Noah Misch n...@leadboat.com writes:
 On Tue, Dec 10, 2013 at 07:50:20PM +0200, Heikki Linnakangas wrote:
 Let's not add more cases like that, if we can avoid it.

 Only if we can avoid it for a modicum of effort and feature compromise.
 You're asking for PostgreSQL to reshape its use of persistent resources so 
 you
 can throw around killall -9 postgres; rm -rf $PGDATA without so much as a
 memory leak.  That use case, not PostgreSQL, has the defect here.

 The larger point is that such a shutdown process has never in the history
 of Postgres been successful at removing shared-memory (or semaphore)
 resources.  I do not feel a need to put a higher recoverability standard
 onto the DSM code than what we've had for fifteen years with SysV shmem.

 But, by the same token, it shouldn't be any *less* recoverable.  In this
 context that means that starting a new postmaster should recover the
 resources, at least 90% of the time (100% if we still have the old
 postmaster lockfile).  I think the idea of keeping enough info in the
 SysV segment to permit recovery of DSM resources is a good one.  Then,
 any case where the existing logic is able to free the old SysV segment
 is guaranteed to also work for DSM.

So I'm taking a look at this.  There doesn't appear to be anything
intrinsically intractable here, but it seems important to time the
order of operations so as to minimize the chances that things fail in
awkward places.  The point where we remove the old shared memory
segment from the previous postmaster invocation is here:

/*
 * The segment appears to be from a dead Postgres process, or from a
 * previous cycle of life in this same process.  Zap it, if possible.
 * This probably shouldn't fail, but if it does, assume the segment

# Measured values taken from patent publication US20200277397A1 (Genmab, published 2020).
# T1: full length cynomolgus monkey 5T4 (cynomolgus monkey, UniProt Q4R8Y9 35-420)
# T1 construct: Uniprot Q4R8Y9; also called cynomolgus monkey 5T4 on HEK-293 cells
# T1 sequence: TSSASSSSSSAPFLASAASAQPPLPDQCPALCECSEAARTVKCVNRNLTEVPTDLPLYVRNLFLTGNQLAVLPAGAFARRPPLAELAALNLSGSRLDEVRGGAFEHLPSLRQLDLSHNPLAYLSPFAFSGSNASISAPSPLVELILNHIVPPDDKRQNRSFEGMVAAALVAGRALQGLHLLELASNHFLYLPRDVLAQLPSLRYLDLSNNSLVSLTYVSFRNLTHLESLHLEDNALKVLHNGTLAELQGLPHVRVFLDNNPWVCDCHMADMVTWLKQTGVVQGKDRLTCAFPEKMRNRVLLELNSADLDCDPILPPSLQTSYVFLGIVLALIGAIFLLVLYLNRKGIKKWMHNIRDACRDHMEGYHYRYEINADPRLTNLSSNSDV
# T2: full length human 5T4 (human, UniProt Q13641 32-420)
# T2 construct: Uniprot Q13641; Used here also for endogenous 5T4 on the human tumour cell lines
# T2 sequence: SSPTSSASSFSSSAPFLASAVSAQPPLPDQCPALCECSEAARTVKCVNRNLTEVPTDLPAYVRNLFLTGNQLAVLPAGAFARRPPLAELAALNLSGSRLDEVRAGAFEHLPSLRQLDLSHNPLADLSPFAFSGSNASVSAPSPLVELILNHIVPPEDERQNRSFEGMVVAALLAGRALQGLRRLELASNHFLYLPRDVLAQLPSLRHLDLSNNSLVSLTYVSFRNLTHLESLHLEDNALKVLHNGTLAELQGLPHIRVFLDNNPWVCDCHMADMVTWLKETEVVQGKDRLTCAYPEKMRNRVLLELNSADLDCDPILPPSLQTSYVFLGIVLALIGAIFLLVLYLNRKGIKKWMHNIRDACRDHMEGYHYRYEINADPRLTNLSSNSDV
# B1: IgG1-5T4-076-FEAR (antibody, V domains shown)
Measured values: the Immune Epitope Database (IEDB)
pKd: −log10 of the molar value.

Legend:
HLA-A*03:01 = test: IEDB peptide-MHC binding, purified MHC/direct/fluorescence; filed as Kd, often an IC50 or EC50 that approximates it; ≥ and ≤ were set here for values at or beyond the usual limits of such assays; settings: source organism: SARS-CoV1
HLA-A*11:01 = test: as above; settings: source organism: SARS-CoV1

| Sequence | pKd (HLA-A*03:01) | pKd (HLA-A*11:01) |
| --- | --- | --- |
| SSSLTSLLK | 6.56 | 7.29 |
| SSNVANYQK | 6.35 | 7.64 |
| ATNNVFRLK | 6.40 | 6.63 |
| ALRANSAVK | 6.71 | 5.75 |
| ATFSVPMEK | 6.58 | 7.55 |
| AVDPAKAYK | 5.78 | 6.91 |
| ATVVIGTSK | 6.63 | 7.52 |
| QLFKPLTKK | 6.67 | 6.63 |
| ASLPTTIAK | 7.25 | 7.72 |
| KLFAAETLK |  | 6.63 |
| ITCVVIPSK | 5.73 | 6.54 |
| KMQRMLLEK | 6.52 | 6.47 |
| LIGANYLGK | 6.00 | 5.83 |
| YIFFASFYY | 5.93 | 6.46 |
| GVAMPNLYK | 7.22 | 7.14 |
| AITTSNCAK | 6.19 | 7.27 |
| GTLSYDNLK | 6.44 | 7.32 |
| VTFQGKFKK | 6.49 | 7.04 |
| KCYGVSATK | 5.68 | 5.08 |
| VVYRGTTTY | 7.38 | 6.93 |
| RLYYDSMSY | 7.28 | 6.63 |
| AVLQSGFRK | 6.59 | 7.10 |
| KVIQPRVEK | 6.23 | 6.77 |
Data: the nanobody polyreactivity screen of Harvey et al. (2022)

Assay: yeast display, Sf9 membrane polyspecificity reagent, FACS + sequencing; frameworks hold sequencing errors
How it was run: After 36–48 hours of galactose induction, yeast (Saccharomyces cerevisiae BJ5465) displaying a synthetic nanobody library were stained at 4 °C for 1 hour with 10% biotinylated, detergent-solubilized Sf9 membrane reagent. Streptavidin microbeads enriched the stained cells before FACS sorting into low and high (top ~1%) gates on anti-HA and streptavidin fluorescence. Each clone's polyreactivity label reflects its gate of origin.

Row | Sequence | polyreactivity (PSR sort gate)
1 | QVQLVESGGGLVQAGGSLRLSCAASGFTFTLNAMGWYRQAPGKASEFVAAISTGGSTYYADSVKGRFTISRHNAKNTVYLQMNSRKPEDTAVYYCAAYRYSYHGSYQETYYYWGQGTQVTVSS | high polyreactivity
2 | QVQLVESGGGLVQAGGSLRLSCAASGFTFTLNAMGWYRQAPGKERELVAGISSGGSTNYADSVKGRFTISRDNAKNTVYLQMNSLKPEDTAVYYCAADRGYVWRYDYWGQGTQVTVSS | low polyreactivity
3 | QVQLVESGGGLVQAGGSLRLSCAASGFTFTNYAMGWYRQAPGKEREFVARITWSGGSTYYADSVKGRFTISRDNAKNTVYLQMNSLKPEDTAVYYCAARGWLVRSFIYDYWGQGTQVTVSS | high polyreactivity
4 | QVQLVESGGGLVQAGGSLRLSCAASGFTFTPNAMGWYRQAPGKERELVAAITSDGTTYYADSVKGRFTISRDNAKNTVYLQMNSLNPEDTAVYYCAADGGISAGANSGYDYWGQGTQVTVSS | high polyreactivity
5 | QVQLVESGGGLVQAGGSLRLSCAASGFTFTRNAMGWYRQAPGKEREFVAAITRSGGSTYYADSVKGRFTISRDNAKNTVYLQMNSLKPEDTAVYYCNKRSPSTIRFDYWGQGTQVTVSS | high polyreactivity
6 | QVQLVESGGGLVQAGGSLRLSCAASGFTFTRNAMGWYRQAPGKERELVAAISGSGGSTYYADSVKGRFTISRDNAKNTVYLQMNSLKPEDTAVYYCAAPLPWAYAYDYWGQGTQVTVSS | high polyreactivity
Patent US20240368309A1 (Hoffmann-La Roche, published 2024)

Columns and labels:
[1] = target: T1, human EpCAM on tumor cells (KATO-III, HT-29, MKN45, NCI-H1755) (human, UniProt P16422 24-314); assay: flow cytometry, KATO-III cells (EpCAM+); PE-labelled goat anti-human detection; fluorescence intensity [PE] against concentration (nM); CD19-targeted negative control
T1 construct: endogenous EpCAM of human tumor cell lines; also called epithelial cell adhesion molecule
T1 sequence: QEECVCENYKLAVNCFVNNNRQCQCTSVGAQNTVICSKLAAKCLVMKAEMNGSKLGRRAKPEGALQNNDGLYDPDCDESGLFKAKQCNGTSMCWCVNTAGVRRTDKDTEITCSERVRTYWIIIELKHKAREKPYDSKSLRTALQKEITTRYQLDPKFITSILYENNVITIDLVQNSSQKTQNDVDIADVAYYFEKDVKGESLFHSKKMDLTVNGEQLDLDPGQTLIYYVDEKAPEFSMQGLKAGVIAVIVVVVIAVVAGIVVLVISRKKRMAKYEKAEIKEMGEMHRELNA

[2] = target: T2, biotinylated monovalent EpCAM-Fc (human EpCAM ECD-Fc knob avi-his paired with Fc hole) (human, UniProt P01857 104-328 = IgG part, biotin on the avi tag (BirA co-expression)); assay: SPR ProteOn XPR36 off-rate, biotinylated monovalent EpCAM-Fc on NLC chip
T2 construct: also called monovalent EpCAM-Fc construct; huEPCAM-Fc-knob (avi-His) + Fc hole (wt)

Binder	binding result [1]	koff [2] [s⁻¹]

* belongs to someone else after all, and continue quietly.
 */
shmdt(memAddress);
if (shmctl(shmid, IPC_RMID, NULL)  0)
continue;

My first thought was to remember the control segment ID from the
header just before the shmdt() there, and then later when the DSM
module is starting, do cleanup.  But that doesn't seem like a good
idea, because then if startup fails after we remove the old shared
memory segment and before we get to the DSM initialization code, we'll
have lost the information on what control segment needs to be cleaned
up.  A subsequent startup attempt won't see the old shm again, because
it's already gone.  I'm fairly sure that this would be a net reduction
in reliability vs. the status quo.

So now what I'm thinking is that we ought to actually perform the DSM
cleanup before detaching the old segment and trying to remove it.
That shouldn't fail, but if it does, or if we get killed before
completing it, the next run will hopefully find the same old shm and
finish the cleanup.  But that kind of flies in the face of the comment
above: if we perform DSM cleanup and then discover that the segment
wasn't ours after all, that means we just stomped all over somebody
else's stuff.  That's not too good. But trying to remove the segment
first and then perform the cleanup creates a window where, if we get
killed, the next restart will have lost information about how to
finish cleaning up.  So it seems that some kind of logic tweak is
needed here, but I'm not sure exactly what.  As I see it, the options
are:

1. Make failure to remove the shared memory segment we thought was
ours an error.  This will definitely show up any problems, but only
after we've burned down some other processes's dynamic shared memory
segments.  The most likely outcome is creating failure-to-start
problems that don't exist today.

2. Make it a warning.  We'll still burn down somebody else's DSMs, but
at least we'll still start ourselves.  Sadly, WARNING: You have just
done a bad thing.  It's too late to fix it.  Sorry! is not very
appealing.

3. Remove the old shared memory segment first, then perform the
cleanup immediately afterwards.  If we get killed before completing
the cleanup, we'll leak the un-cleaned-up stuff.  Decide that's OK and
move on.

4. Adopt some sort of belt-and-suspenders approach, keeping the state
file we have now and backstopping it with this mechanism, so that we
really only need this to work when $PGDATA has been blown away and
recreated.  This seems pretty inelegant, and I'm not sure who it'll